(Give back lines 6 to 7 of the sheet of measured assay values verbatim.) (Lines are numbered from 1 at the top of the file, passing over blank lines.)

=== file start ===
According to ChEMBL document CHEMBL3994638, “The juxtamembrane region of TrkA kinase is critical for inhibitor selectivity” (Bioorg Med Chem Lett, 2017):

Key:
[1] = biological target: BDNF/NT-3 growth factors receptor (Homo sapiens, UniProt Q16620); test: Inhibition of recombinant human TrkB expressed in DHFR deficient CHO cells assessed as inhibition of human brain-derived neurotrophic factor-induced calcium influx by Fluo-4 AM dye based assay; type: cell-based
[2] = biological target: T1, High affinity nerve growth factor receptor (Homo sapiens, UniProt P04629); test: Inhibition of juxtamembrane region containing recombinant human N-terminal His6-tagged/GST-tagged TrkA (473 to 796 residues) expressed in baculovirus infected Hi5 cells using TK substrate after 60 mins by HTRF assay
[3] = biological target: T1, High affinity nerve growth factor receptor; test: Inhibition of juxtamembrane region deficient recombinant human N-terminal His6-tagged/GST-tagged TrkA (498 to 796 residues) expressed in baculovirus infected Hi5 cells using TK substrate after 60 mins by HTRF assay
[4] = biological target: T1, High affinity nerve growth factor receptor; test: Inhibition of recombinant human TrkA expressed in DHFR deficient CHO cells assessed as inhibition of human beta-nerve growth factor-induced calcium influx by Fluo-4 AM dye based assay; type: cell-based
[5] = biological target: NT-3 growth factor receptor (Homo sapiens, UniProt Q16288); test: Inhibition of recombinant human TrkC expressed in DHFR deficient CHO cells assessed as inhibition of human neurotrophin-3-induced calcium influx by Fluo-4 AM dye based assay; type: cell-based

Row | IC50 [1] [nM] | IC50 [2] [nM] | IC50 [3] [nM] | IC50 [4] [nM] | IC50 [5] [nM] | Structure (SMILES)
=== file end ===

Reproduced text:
[4] = biological target: T1, High affinity nerve growth factor receptor; test: Inhibition of recombinant human TrkA expressed in DHFR deficient CHO cells assessed as inhibition of human beta-nerve growth factor-induced calcium influx by Fluo-4 AM dye based assay; type: cell-based
[5] = biological target: NT-3 growth factor receptor (Homo sapiens, UniProt Q16288); test: Inhibition of recombinant human TrkC expressed in DHFR deficient CHO cells assessed as inhibition of human neurotrophin-3-induced calcium influx by Fluo-4 AM dye based assay; type: cell-based